“Utter shock.” “Terrified.” “Never experienced anything like this before.” “Apocalypse now.” These are just some of the deep emotions and expressions of despair that half of America is experiencing right now.
“Thrilled!” “Finally!” “Confident,” “hopeful,” “proud.” “Never thought I’d live to see the day!” “A messianic moment.” These are just a few of the sincere emotions and expressions of victory that the other half of America is waking up to today.
So where do we go from here?
I find a glimpse of a direction in the worldview of the founding fathers of American democracy. Thomas Jefferson and others entrenched their faith in the future and health of democracy in the fundamental principle of constructive conflict, known in Judaism as “disagreement for the sake of heaven.” Without embracing this core principle, America may indeed face the ultimate cause of self-destruction, known in Judaism as “sinat chinam” – factional baseless hatred. In contrast, what can truly make America great again would be for us all to roll up our sleeves and work hard to strengthen our culture of constructive conflict.
So how do we do this? Well it starts, in my opinion, with asking ourselves the following two questions:
1. How many of us, both Clinton and Trump supporters, regularly interact and maintain strong social ties with one another? My feeling is that that happens less and less, as we physically and socially separate from the other, creating higher and thicker virtual walls between our communities. Yet one of the key ingredients that made up the constructive “disagreement for the sake of heaven” between Bet Hillel and Bet Shamai some two thousand years ago was, despite their vast ideological and political differences, they maintained strong social ties, even continuing to marry one another and break bread together. If we want to ensure that our conflicts stay constructive, we must shift the trend of many Clinton supporters not even knowing any Trump supporters, and vice versa.
2. How many of us only read and truly trust one news agency and look down with disdain and contempt on those outlets and feeds associated with ideologies not aligned with our own? The rabbis of the Talmud insist that we work hard to know how to argue every issue 49 ways one way and 49 ways the opposite way; and to be very careful not to arrogantly claim all “50 levels of wisdom” and absolute truth, leaving none left for our opponents. In order to engage in constructive conflict and disagreements for the sake of heaven, we need to be aware of the 49 experiences and “facts” we read in our news that shape the bias of our identities and truth, and be deeply, proactively curious to understand the 49 opposing experiences and “facts” that shape the identities and lenses of those who interpret the world differently.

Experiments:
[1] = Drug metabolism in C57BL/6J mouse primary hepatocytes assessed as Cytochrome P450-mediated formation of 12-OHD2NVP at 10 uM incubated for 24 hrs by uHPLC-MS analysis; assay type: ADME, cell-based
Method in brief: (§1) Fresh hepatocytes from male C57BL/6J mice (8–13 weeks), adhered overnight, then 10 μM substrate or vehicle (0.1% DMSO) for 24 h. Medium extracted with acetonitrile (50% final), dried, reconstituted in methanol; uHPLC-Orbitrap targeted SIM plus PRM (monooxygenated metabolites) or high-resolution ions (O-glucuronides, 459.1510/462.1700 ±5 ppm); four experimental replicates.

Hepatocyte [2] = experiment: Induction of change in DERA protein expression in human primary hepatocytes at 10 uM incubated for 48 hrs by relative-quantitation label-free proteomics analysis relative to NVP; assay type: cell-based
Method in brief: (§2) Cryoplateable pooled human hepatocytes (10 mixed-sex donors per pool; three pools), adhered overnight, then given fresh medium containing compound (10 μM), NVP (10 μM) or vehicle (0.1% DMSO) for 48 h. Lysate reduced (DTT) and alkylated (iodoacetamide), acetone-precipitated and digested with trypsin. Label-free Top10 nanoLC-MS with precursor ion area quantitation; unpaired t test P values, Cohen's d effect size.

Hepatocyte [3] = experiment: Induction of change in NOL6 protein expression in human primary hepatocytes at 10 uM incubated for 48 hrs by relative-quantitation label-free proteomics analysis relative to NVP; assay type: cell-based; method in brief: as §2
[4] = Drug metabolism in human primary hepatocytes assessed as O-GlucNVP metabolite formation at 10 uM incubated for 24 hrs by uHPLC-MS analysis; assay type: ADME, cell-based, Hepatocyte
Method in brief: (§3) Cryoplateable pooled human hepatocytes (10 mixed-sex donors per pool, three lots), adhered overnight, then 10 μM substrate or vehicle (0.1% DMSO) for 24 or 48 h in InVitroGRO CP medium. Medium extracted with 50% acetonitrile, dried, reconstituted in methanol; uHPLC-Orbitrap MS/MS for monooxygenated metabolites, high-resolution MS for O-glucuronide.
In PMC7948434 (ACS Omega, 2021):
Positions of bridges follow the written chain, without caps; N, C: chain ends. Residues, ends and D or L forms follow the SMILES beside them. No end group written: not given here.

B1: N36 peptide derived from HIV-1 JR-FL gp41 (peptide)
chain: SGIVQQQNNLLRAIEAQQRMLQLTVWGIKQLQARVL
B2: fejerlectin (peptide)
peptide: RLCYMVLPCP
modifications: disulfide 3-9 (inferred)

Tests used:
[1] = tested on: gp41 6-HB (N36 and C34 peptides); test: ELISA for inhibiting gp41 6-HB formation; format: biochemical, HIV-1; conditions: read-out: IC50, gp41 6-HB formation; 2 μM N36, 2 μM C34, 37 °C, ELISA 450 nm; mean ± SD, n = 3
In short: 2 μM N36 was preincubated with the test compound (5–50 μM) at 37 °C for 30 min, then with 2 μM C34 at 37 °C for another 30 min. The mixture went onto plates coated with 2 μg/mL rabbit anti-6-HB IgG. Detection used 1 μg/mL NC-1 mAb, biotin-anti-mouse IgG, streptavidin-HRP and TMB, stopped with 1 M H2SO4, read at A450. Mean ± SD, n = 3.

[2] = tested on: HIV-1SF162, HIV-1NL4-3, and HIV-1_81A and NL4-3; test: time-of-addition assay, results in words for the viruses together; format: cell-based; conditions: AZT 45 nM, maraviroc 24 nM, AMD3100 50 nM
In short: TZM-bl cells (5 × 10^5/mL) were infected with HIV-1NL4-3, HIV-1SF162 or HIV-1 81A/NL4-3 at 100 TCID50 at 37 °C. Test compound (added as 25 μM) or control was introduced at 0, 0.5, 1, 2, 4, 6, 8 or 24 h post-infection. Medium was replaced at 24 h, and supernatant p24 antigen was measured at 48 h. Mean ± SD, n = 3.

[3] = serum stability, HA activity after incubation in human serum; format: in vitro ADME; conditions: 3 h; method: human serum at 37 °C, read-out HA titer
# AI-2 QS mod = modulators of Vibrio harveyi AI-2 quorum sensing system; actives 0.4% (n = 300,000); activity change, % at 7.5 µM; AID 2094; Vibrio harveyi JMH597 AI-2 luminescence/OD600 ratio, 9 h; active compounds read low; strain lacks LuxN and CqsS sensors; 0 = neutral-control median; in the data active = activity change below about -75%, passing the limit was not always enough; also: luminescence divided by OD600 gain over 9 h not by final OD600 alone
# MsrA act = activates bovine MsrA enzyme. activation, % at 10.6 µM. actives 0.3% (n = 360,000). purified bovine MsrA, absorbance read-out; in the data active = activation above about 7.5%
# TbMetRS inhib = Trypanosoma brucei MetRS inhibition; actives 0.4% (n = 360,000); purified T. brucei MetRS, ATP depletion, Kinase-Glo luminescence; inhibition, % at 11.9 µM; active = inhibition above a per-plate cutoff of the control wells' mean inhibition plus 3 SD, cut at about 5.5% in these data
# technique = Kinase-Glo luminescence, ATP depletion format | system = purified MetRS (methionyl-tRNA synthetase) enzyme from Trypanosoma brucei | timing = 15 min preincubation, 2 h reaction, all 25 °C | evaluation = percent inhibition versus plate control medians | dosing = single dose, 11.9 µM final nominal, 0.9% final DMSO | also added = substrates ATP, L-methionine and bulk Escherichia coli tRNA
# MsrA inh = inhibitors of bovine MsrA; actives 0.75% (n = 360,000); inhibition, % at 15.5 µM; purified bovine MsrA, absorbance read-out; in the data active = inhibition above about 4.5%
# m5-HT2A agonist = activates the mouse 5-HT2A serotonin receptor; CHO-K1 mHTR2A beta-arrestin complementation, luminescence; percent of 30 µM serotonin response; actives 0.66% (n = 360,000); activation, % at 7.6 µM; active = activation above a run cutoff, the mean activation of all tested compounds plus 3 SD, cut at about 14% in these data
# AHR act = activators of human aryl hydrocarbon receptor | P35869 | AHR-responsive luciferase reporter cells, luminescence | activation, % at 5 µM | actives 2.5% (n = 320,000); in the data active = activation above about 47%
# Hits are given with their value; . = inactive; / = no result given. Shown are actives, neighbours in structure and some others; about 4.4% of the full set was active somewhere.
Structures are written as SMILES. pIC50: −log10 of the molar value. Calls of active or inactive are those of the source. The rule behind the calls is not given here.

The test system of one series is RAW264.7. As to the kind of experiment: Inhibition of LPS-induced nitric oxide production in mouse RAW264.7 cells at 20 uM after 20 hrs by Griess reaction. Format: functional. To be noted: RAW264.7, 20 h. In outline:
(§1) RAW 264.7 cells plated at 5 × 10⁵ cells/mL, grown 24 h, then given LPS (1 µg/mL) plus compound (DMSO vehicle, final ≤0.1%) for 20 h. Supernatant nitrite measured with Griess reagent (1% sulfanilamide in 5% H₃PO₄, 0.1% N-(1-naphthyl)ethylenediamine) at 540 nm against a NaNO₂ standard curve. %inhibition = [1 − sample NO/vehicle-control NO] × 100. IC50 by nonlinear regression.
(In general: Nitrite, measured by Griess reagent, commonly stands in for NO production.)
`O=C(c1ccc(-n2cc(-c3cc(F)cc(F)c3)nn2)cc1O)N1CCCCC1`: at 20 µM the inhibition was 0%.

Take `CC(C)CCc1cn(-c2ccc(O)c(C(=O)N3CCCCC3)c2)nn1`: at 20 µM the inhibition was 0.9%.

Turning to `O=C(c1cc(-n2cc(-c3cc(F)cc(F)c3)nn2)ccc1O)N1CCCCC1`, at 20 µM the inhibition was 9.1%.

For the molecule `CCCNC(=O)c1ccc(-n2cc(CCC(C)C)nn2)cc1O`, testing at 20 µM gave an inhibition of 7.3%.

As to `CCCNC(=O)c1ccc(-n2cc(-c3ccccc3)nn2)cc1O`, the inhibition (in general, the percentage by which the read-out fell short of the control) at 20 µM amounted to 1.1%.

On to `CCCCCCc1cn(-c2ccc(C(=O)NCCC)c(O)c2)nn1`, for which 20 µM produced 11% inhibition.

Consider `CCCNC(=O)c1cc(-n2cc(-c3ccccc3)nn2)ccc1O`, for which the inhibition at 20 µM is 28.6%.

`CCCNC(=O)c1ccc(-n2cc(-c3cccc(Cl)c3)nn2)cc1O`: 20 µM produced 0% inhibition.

The result of only socializing with those who think like me and only reading news that supports my worldview is that we risk becoming ideologically entrenched and gridlocked, completely detached from the parallel realities of our opponents, thereby making necessary “cross the aisle” pragmatic problem-solving virtually impossible.
These are without a doubt extremely challenging times. However, in my opinion, they are not so simply because of who won and who lost the election. They are challenging because this fundamental principle of democracy is being eroded. Jewish tradition teaches us to never despair when things get difficult, but rather to do deeper cheshbon nefesh (soul searching), and then work hard to make things better. We must see this historic election as a wake-up call to us all to work harder in reaching out socially; to know those who see the world differently from us and not just call each other names; and to read with an open mind the news we don’t agree with. If we heed this call and do not despair, we can still strengthen our culture of constructive conflict, thereby making America truly great again.
Pardes360 is a series of responses to world current events by Pardes faculty in 360 words (or sometimes a few more). The views expressed in the articles are those of the author and do not reflect an institutional stance. To read other Pardes360 articles, click here.